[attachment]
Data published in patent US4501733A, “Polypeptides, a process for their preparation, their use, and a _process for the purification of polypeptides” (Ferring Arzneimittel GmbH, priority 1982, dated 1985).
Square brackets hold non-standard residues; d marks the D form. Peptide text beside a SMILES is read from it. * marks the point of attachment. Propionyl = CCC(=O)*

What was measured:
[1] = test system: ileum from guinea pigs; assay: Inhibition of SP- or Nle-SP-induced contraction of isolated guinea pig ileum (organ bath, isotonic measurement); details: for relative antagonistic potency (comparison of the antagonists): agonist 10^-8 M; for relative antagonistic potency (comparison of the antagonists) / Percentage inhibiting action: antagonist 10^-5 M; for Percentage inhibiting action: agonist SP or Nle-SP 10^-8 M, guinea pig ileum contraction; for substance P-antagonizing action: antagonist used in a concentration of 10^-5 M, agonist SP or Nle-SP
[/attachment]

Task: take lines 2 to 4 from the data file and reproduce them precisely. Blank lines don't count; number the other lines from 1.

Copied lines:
Square brackets hold non-standard residues; d marks the D form. Peptide text beside a SMILES is read from it. * marks the point of attachment. Propionyl = CCC(=O)*

What was measured:
[1] = test system: ileum from guinea pigs; assay: Inhibition of SP- or Nle-SP-induced contraction of isolated guinea pig ileum (organ bath, isotonic measurement); details: for relative antagonistic potency (comparison of the antagonists): agonist 10^-8 M; for relative antagonistic potency (comparison of the antagonists) / Percentage inhibiting action: antagonist 10^-5 M; for Percentage inhibiting action: agonist SP or Nle-SP 10^-8 M, guinea pig ileum contraction; for substance P-antagonizing action: antagonist used in a concentration of 10^-5 M, agonist SP or Nle-SP